In a Sunday session at the RSNA meeting, Fabio Chiesa, MD, presented a study he conducted with colleagues that evaluated preoperative breast MRI's overall effect on mastectomy rates. The study included data from 1,522 breast surgical procedures performed from January 2003 to December 2008 at San Martino Hospital in Genoa. Of these procedures, 983 were clinically indicated due to removal of a needle-biopsy proven cancer.
One hundred sixty-eight of these 983 women underwent mastectomy; 105 had preoperative breast MRI staging, Chiesa said.
During the study time frame, the team found that the mastectomy rate for the total number of performed surgical treatments remained less than 22%. The rates for each year are as follows:
- 2003 -- 20.7%
- 2004 -- 15.7%
- 2005 -- 15.7%
- 2006 -- 13%
- 2007 -- 14.3%
- 2008 -- 21.4%
The overall rate for the entire period was an average of 17.1% (168 mastectomies out of 983 surgical procedures).
This occurred despite the fact that the use of preoperative breast MRI increased dramatically over the study period, Chiesa said. Of the 105 women who underwent preoperative breast MRI exams, three were performed in 2003, two in 2004, 13 in 2005, 14 in 2006, 31 in 2007, and 42 in 2008.
The rate of mastectomy was higher among these women who had preoperative breast MRI, Chiesa told session attendees: 37.1% of these women had mastectomies, compared with 14.6% of those whose surgeries were staged without MRI.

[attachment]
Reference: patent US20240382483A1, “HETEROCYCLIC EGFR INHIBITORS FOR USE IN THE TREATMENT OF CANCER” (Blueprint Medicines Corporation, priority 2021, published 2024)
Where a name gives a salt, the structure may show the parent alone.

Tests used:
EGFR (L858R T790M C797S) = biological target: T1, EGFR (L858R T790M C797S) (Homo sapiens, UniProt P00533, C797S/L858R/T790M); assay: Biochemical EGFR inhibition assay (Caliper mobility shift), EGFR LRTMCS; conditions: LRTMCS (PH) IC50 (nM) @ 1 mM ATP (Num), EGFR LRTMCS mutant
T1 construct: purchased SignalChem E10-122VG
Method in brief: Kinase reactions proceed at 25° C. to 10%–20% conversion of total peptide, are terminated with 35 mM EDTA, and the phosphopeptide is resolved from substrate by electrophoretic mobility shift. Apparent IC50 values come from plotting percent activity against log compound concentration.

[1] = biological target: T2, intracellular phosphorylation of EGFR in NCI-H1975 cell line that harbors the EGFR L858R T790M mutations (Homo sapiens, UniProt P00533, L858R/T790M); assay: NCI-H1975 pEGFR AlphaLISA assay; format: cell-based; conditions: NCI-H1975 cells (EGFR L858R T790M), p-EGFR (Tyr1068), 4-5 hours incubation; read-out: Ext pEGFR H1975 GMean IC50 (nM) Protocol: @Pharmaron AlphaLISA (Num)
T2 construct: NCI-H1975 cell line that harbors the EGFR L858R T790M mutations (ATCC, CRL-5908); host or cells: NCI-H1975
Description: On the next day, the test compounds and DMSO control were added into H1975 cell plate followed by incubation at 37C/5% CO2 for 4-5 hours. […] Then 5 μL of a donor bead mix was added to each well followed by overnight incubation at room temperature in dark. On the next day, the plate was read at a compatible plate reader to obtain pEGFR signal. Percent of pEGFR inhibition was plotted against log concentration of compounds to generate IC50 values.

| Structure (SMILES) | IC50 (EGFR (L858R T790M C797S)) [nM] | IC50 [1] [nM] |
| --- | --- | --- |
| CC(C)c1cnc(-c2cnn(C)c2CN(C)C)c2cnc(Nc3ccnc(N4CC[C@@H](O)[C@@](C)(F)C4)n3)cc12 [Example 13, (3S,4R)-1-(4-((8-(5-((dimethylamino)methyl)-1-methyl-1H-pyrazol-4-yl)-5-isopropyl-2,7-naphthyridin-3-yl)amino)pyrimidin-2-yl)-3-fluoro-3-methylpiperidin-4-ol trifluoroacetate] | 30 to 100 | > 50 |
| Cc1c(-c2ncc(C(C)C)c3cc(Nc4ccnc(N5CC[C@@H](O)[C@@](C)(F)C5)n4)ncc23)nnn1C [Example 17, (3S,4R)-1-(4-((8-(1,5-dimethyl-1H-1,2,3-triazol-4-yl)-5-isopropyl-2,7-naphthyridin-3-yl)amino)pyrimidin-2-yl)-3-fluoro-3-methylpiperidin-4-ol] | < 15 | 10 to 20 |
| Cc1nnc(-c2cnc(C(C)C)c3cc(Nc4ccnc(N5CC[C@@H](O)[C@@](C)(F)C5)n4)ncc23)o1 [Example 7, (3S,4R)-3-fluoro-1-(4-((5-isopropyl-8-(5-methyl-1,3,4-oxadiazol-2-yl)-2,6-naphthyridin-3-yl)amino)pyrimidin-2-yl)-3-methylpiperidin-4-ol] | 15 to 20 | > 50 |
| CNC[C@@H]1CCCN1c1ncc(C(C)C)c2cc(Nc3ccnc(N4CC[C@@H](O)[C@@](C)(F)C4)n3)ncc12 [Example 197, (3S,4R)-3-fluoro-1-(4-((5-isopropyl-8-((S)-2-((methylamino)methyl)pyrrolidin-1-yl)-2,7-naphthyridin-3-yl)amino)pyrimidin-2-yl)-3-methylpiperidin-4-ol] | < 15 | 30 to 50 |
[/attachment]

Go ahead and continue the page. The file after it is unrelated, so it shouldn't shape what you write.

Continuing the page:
Why the higher mastectomy rate for the patients in the preoperative MRI group? Because the procedure is preferred in patients with higher suspicion of extensive disease at clinical exam and conventional imaging -- i.e., mammography and ultrasound -- according to Chiesa.
"The higher mastectomy rate in patients staged with MRI at our institution could be ascribed to strong selection bias, due to our nonroutine use of breast MRI," he said.
Preop breast MRI means fewer surgeries
In a related study presented during the same session, researchers at Memorial Sloan-Kettering in New York City found that women with early-stage breast cancer who underwent preoperative breast MRI, compared to those who did not, were more likely to have extremely dense breasts (28% versus 6%) and mammographically occult cancer (24% versus 9%). But the group also found that preoperative breast MRI actually decreased the total number of surgical procedures performed in women with early-stage breast cancer who were undergoing breast conservation therapy (BCT) and radiation therapy (RT).
Jie Li, MD, and colleagues reviewed 1,224 staging breast MRI exam records taken between 2000 and 2004. Among these, 174 staging MRI exams were performed in women with American Joint Committee on Cancer (AJCC) 0, I, or II cancer -- diagnosed by biopsy -- who were undergoing breast conservation therapy and radiation therapy. A control group of 174 women who were also undergoing BCT and RT but who did not have MRI staging was also included.
The cohort of women that had preoperative breast MRI had fewer total operations following initial diagnosis compared to the cohort that did not, Li said: 227 compared to 252, respectively.
"Preoperative staging MRI decreased the total number of surgical procedures in women with early-stage breast cancer undergoing BCT and RT," she told session attendees.
By Kate Madden Yee
AuntMinnie.com staff writer
November 28, 2010
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